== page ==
Magnolias are often considered to be the aristocrats of the gardening world, being one of the earliest flowering shrubs to be mentioned in history. Some produce huge flower-heads, others are evergreen with large, impressive, glossy foliage.
Originating from Japan, Magnolia stellata is one of the more compact types of magnolia, making it suitable for small gardens or courtyards and balconies. They are also suitable for growing in containers. M. stellata is slow growing, only reaching about 2 m after about ten years and about 3 m wide. It produces scented, white, star-shaped flowers (hence the name stellata) in mid spring, although this species can be prone to form a pinkish variation of the pure white. It has quite a twiggy habit, which results in masses of flowers on its bare stems. It can also produce a reddish fruit (inedible) in autumn. Like most magnolias, they prefer slightly acidic soil conditions although stellata are more tolerant of alkaline soil than most. It should be planted in full sun or partial shade, but it does require a sheltered site to ensure its early display of flowers is not destroyed or damaged by strong winds and driving rain. M. stellata will also tolerate damp soil, as its original habitat is along the steamy sides and boggy ground of Japan’s largest island, Honshu.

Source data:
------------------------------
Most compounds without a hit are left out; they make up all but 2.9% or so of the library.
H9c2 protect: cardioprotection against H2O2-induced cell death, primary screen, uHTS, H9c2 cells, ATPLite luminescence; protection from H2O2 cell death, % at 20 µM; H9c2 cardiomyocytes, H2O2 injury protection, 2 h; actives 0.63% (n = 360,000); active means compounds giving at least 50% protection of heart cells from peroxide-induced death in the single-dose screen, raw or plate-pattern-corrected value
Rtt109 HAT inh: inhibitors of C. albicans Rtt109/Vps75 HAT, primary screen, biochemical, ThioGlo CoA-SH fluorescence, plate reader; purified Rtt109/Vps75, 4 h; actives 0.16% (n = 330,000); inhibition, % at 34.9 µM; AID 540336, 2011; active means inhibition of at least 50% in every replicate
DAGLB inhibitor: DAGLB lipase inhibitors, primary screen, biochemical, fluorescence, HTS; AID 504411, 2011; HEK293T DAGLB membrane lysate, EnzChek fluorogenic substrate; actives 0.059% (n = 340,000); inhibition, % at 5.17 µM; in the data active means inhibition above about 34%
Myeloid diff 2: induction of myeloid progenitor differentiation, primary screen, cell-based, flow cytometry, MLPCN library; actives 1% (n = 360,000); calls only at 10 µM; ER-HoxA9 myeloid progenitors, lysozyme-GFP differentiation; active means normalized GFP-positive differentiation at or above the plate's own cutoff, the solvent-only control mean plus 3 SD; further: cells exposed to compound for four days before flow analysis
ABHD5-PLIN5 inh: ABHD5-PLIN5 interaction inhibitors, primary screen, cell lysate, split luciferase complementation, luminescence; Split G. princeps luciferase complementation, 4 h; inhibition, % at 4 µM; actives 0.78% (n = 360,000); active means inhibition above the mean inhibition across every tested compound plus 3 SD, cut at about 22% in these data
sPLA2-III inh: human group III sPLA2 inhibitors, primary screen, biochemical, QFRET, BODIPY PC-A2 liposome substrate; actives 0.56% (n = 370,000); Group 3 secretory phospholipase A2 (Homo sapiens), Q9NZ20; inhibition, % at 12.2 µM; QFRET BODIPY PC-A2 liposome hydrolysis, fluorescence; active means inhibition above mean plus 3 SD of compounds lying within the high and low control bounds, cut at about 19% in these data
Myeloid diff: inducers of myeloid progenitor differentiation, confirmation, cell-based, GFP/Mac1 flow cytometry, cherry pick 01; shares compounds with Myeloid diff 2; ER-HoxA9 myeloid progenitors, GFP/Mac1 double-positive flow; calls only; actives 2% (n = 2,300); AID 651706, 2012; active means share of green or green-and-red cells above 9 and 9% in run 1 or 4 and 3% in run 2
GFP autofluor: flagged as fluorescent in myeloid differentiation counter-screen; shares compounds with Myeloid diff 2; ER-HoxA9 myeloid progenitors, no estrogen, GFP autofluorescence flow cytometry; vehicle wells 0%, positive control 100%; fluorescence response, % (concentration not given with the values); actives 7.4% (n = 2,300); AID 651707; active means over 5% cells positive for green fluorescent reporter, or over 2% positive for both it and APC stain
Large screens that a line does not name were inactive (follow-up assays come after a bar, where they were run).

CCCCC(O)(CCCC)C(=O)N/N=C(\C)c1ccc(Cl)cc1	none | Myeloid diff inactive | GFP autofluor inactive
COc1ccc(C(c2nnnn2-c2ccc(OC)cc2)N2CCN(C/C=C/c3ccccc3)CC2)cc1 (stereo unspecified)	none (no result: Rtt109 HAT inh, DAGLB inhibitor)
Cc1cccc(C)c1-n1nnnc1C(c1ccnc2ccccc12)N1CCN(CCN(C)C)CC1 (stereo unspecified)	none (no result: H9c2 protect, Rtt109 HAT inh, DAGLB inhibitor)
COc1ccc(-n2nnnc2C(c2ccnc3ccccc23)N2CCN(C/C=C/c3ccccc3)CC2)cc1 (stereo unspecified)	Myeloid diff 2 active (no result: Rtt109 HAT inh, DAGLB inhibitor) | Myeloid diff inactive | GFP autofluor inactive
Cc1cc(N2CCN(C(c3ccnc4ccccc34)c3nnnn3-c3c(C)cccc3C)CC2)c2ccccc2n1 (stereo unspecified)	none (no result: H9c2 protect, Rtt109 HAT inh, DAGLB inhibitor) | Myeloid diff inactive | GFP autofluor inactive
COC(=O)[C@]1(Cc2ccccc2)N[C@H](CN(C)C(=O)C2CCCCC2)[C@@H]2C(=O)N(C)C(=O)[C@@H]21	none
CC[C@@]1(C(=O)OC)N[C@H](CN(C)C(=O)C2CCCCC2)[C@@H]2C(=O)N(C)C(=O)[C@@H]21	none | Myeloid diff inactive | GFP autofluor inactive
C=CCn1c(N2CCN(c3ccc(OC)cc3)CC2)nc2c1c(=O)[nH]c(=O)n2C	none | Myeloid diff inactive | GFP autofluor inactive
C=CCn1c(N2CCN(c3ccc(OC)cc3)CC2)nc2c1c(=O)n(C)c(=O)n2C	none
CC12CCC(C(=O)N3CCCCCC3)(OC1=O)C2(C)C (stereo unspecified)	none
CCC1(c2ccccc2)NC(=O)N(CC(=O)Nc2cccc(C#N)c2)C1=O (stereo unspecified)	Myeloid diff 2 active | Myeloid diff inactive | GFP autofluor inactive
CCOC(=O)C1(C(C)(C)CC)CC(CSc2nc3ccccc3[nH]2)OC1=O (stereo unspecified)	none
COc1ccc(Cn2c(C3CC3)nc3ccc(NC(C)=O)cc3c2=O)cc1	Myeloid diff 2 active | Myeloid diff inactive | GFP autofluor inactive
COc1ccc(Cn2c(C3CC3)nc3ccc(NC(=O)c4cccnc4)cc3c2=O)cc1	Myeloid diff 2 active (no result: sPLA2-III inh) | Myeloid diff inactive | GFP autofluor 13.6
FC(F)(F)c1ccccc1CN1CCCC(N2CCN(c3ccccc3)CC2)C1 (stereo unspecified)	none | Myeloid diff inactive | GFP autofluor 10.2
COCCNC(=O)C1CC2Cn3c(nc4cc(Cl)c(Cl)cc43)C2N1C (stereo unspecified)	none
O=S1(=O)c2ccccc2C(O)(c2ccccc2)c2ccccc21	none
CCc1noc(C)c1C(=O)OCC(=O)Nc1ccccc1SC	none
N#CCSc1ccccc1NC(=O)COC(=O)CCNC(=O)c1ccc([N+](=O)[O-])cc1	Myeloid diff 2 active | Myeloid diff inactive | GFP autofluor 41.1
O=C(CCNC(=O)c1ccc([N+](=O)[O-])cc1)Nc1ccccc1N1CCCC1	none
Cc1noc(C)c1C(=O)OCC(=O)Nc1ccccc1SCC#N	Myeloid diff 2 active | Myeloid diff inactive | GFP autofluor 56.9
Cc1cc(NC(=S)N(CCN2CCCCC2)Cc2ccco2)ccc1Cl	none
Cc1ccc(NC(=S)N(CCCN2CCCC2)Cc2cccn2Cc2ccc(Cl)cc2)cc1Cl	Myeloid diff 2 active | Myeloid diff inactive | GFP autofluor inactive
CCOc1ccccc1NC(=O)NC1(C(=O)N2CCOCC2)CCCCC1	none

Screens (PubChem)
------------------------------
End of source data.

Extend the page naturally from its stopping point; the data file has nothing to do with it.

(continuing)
Magnolias require very little maintenance. Keep the shrub weed free around its base. Avoid pruning where possible and only do so if it is necessary to tidy up a straggly looking plant, or to remove dead branches. The best time to prune is midsummer when the plant is in full leaf.\
There are a few varieties of the species stellata worth trying, including M. stellata ‘Royal Star’ with attractive pale pink buds, opening to masses of elongated white petals. The variety ‘Jane Platt’ produces rich pink flowers that fade to pale pink, and has a delicate scent. Other types of magnolias to try include the early flowering M. campbellii, which produces huge pink flowers in late winter and early spring. However the tree can eventually get quite large so is only suitable for medium or big gardens. M. x loebneri ‘Leonard Messel’ is a smaller, rounded tree growing up to 8m high with masses of star-shaped, pale pink flowers. The two most popular evergreen magnolias are M. grandiflora and M. delavayi, both of which will tolerate dry soil. M. grandiflora is suitable for growing against the wall of house and produces heavenly scented, large white flowers that smell of a concoction of vanilla and lemon.